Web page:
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BRINGING IT ALL TOGETHER.... A's, G's & E's


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sweetvan
kiwimopar
Dan Scully
Falconvan
gary h
Jaydub
OutofSight
jkr
jrdunn96
busman78
vanny
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polosteve
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donivan65
69
22 posters

    New from Germany '69 A100 pickup

    donivan65
    donivan65
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    New from Germany '69 A100 pickup - Page 2 Empty Re: New from Germany '69 A100 pickup

    Post by donivan65 Sun Feb 12, 2017 11:59 am

    Those ammeters are useless,,,,,,they just tell you which way the current is flowing,,,,,it could very well be 20 volts, it dont care,,,,,,,but the big problem is the Amps,,,,,,ALL the charging has to go through the gauge,,,,,,,60 amps gets REALLY HOT flowing through anything,,,,,,sounds like a good idea to me to bypass it and put a voltmeter in to monitor the charging system voltage..
    69
    69


    Number of posts : 439
    Location : Germany, Nds
    Registration date : 2016-10-18

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    Post by 69 Sun Feb 12, 2017 1:24 pm

    I do know about the problems with the old style ammeters. And I also do love them, because they tell a lot about the system. But you need to know the interdependencies and where and how current flows  through which cables within the system.
    And it looks just original...

    Former owners obvioulsy did not know - that's why the original ammeter is gone and had been replaced with an aftermarket ammeter. The scorched area is just the tip of the iceberg, as there are clear traces of burnt cables behind the dash. I suspect that the alternator was replaced with a much stronger one without taking care of the implications on cables, ammeter, connections and such.

    That's why I'm upgrading the system, especially with the following:
    * Replacing the main wires from/to ammeter (-> to alternator and to starter relay) with 7 AWG wire (10mm²). That's good enough for the new alternator, which has a little more bang  than the original 35 or so amps.
    * Lights (which have to be H4 and suck a little more amps) are relay controlled. Main power is directly connected to the alternator side of the ammeter (no more using the splice) and the light switch is relieved a lot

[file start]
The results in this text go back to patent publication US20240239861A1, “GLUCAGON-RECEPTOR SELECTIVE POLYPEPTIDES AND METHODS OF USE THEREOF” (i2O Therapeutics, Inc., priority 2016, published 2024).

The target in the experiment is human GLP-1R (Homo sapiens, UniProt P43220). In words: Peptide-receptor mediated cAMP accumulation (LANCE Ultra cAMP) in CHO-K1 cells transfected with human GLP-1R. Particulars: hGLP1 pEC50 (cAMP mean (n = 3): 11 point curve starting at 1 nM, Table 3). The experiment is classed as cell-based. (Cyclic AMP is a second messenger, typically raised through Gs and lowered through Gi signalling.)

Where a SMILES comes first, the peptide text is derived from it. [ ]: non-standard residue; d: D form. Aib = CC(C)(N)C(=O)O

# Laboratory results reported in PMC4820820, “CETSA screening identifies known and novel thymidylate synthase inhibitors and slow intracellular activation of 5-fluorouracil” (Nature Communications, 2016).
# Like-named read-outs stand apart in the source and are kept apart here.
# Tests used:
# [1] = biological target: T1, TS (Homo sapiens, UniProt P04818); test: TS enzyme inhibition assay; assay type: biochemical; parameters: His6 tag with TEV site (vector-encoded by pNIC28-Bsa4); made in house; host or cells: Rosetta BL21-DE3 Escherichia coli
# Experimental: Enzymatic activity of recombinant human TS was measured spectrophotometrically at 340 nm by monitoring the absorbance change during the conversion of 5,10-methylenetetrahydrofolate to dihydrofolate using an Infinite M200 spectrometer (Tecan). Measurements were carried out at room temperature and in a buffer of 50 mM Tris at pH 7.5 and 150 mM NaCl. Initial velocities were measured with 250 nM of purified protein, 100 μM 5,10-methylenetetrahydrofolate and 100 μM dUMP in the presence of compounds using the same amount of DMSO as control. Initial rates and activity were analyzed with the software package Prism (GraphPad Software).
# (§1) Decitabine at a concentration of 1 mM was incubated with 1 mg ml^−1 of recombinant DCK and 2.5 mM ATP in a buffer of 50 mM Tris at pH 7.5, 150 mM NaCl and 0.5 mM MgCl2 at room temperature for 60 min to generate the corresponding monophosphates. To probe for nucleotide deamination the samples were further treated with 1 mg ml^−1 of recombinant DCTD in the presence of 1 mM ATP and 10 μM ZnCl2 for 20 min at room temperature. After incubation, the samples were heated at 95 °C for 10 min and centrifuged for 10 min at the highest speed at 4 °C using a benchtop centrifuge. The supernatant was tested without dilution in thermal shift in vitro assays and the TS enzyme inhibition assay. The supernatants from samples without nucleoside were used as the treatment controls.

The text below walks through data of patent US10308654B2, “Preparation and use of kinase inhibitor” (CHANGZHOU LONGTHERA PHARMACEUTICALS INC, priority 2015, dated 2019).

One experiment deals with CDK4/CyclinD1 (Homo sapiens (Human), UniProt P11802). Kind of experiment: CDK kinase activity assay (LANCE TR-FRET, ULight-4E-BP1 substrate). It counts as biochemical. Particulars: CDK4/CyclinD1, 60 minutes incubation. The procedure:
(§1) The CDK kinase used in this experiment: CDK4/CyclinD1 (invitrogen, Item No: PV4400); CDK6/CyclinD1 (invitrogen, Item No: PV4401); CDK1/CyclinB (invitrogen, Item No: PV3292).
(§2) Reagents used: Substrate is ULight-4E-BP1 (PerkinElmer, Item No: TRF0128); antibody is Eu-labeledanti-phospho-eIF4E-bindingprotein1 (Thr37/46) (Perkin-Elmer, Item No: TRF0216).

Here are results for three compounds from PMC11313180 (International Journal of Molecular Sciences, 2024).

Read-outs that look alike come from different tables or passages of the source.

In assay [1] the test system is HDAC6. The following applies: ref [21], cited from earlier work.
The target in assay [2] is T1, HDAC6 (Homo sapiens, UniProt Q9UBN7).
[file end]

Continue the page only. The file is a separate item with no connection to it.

* Ignition will also be relay controlled within the doghouse (fed from alternator stud at the back of the doghouse). This takes another up to 7 amps from going back & forth and through the ignition switch.

    With those measures the system is pretty safe and I can retain a functional ammeter, which I prefer. Cool

    For all others, not used to electrics, I actually do agree to an ammeter free solution. Easiest solution is to make a fat shortcut between alternator output and battery. Something like a 2 AWG (35mm²). I have done such upgrades together with a 60 amps fuse.
    busman78
    busman78


    Number of posts : 483
    Location : Oklahoma City, OK
    Registration date : 2012-07-11

    New from Germany '69 A100 pickup - Page 2 Empty Re: New from Germany '69 A100 pickup

    Post by busman78 Sun Feb 12, 2017 3:47 pm

    Good reading on ammeters, lighting and other electrical can be found on MAD Electrical

    http://www.madelectrical.com/electricaltech/amp-gauges.shtml

    It is your van, you like ammeters, that is cool, just make sure your ammeters stays that way too.
    69
    69


    Number of posts : 439
    Location : Germany, Nds
    Registration date : 2016-10-18

    New from Germany '69 A100 pickup - Page 2 Empty Re: New from Germany '69 A100 pickup

    Post by 69 Mon Feb 13, 2017 10:58 am

    That is indeed very good reading, especially including possible easy cures for the fault-prone system.
    69
    69


    Number of posts : 439
    Location : Germany, Nds
    Registration date : 2016-10-18

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    Post by 69 Tue Feb 14, 2017 11:21 am

    Replaced the trans oil cooler hoses. And yes, the mudpile behind will be cleaned. Wink
    (before/after)

    New from Germany '69 A100 pickup - Page 2 DSC_4315
    New from Germany '69 A100 pickup - Page 2 DSC_0101
    vanny
    vanny
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    Location : Ashburnham, MA
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    Post by vanny Tue Feb 14, 2017 5:14 pm

    Much better!!! Once the mudpile is cleaned up, it'll look spiffy! What a Face


    _________________
    “The future will soon be a thing of the past."

    http://public.fotki.com/Vintage-Vans/vintage-vans-es/ruff-diamond-1/?cmd=fs_slideshow
    69
    69


    Number of posts : 439
    Location : Germany, Nds
    Registration date : 2016-10-18

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    Post by 69 Wed Feb 22, 2017 1:54 pm

    Meanwhile, I replaced the stock points-ignition with a Pertronix II and Flamethrower coil (ballast resistor removed) plus new ignition wires.

    Rear Doghouse is also removed, but the center screw didn't survive (what a f-reaking spot for a screw above the transmission housing...). But it was just enough rust to get it off anyway Wink . Will be fixed, of course.